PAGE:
Longyearbyen, the leading community on Svalbard's Spitsbergen Island, offers better weather prospects, with an average cloudiness of 55%. Moisture is limited in the colder Svalbard climate and the terrain that dominates the community helps to break up and dissipate clouds. Eclipse sites within Longyearbyen must be chosen carefully so that the Sun is not blocked at the critical moment, but Spitsbergen scenery should provide spectacular settings for photographers.

If ever an eclipse begged for an aerial rendezvous, this one is it. Quite a few charter flights have been organized, most of which are by now sold out.

A Widely Viewable Partial Eclipse

The path of totality, while remote, is not that far from Europe, and the oblique geometry will permit partial phases of the eclipse to be seen widely in Iceland, Greenland, Europe, northern Africa, and western Asia. The table below provides circumstances for several cities; local times are given, and Sun coverage gives the fraction of solar disk's area blocked by the Moon. More extensive listings are available for Europe and for Asia, Africa, and Atlantic sites.

Local Times for March 20th's Partial Solar Eclipse
City Eclipse begins Mid-eclipse Eclipse ends Sun coverage
St. John's sunrise 7:06 a.m. 7:28 a.m. 28%
London 8:35 a.m 9:31 a.m. 10:41 a.m. 84%
Reykjavik 8:38 a.m. 9:37 a.m. 10:39 a.m. 98%
Madrid 9:05 a.m 10:09 a.m. 11:18 a.m. 67%
Paris 9:23 a.m. 10:29 a.m. 11:40 a.m. 78%
Rome 9:24 a.m. 10:31 a.m. 11:43 a.m. 54%
Stockholm 9:52 a.m. 11:00 a.m. 12:09 p.m. 82%
Helsinki 11:00 a.m. 12:08 p.m. 1:16 p.m. 78%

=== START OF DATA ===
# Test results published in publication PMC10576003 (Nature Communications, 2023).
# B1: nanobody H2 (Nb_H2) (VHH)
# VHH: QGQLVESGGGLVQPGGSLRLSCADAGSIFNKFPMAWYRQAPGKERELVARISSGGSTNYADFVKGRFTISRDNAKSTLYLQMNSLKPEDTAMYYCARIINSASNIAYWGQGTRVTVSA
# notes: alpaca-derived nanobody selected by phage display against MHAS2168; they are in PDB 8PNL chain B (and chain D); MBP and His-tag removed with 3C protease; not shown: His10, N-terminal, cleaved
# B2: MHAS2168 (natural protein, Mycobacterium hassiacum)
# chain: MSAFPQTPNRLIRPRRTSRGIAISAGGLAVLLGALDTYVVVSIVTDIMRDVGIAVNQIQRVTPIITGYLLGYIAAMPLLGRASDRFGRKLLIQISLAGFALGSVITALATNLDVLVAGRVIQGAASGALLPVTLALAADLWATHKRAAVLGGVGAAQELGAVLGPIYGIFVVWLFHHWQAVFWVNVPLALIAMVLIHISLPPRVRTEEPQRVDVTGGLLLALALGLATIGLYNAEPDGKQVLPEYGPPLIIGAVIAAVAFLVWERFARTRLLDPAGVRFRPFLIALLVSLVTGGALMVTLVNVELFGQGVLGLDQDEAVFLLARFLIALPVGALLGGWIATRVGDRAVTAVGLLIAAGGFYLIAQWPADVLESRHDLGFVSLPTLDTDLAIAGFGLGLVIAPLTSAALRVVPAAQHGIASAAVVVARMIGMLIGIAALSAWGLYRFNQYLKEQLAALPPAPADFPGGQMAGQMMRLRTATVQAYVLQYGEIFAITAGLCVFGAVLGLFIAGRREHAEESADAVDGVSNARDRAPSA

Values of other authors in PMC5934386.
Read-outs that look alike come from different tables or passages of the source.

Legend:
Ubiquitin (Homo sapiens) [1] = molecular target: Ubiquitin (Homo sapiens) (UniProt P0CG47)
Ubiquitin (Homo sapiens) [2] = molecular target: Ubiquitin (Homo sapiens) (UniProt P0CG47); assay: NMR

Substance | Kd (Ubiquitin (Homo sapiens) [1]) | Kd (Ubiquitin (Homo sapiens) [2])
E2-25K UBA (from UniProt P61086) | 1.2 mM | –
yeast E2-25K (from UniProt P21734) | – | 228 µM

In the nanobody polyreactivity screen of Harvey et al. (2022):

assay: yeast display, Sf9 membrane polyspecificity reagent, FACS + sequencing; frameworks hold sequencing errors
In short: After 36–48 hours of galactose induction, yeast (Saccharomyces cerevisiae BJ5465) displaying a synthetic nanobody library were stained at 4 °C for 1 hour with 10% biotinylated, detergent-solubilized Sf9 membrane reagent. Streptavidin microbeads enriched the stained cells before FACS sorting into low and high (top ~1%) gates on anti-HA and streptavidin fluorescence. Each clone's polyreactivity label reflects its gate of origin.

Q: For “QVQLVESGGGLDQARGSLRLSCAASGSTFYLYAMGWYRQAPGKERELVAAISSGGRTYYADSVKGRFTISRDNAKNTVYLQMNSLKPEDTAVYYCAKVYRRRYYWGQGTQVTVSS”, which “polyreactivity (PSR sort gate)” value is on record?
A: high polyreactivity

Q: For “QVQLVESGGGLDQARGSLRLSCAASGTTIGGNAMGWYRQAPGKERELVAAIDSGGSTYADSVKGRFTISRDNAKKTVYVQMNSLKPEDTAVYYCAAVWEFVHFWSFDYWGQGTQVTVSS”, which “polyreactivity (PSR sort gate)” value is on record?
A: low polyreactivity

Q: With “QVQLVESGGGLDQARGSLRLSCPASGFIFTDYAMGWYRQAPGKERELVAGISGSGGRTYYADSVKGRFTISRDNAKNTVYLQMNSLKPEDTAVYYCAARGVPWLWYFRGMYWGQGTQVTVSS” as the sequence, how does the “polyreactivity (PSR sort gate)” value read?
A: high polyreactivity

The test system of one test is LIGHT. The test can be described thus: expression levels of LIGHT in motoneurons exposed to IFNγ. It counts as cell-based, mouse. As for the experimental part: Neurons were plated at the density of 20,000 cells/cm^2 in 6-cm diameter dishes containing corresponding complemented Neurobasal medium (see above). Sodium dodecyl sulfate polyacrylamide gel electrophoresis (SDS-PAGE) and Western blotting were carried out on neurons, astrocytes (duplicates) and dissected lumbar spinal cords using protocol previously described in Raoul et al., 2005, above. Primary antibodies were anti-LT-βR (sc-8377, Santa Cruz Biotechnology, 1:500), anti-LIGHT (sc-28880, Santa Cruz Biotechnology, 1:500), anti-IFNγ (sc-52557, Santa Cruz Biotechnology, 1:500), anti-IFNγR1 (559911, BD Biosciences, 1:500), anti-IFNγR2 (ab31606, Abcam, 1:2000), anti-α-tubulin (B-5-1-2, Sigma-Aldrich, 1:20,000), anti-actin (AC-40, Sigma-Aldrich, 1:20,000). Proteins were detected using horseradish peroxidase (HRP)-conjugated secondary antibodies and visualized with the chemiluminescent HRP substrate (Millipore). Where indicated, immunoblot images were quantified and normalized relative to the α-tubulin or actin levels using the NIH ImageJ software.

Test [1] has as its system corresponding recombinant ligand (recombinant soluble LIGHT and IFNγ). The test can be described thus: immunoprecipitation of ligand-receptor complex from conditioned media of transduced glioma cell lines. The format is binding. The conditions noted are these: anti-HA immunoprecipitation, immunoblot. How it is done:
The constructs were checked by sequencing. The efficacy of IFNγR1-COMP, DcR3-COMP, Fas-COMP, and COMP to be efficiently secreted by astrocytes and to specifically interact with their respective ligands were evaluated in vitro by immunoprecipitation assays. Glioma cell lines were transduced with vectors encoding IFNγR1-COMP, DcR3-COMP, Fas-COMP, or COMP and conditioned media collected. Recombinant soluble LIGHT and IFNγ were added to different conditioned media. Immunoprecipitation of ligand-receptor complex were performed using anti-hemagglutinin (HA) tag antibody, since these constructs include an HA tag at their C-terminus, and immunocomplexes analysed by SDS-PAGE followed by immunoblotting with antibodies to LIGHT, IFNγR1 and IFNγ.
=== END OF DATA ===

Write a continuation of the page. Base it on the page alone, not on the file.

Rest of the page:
Cairo 11:04 a.m. 11:47 a.m. 12:30 p.m. 6%
Moscow 12:13 p.m. 1:20 p.m. 2:26 p.m. 58%

Three excellent sources of more information and maps regarding this eclipse are maintained by Fred Espenak, Jay Anderson, and Michael Zeiler. Also the U.S. Naval Observatory's "eclipse portal" offers local circumstances and animations for nearly 500 cities in Europe, Asia, and Africa.


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March 6, 2015 at 3:03 pm

There is a mistake in your table. The maximum coverage for London is not 63% but more like 85%. London is closer to the track of totality than Paris, Madrid or Rome, for which you quote greater coverage in each case! You may also like to know that the Society for Popular Astronomy has produced a video guide to the eclipse, aimed at the vast majority who will see it as a partial.

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J. Kelly Beatty

March 7, 2015 at 9:37 am

right you are, Paul! a correction has been made. thanks for that and for the video link.

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March 13, 2015 at 5:45 pm


My wife and I met you last summer at the fundraiser for the International Dark Sky Association event in Malibu. Unfortunately, we're not going to make this eclipse, but perhaps the next one with you guys. Take some pics for us!
Safe Travels,


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March 6, 2015 at 3:08 pm

If the video link doesn't show, it is here: http://youtu.be/PHxtFIRjRYg Thank you!

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Mike Boyle

March 14, 2015 at 12:09 pm

I'm looking forward to the Eclipse in 2017! 🙂 I wasn't allowed to watch the East coast one on March 7rd 1970!
I hope I live long enough to see the one in 2024!